Theological Reflection: As noted in the Program of Priestly Formation (no. 239), in theological field education, reflection and integration are closely related. Theological reflection is critical for practical learning in a formational context. Students perceive how theology and the tradition of the Church shed light on the pastoral situations they experience. Theology is illumined in the process. Academic work and pastoral ministry come to reinforce one another. This mutual interaction also helps seminarians to sense the presence of God in these experiences and to relate their life in Christ to the service of God’s people. Such learning can represent a significant moment of personal integration for seminarians as well.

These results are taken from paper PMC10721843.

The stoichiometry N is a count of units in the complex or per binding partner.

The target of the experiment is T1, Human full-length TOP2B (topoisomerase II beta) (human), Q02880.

Transportation: Students in all ministries are required to provide their own transportation to and from the ministry. This policy applies to all pastoral courses, including those structured into the curriculum.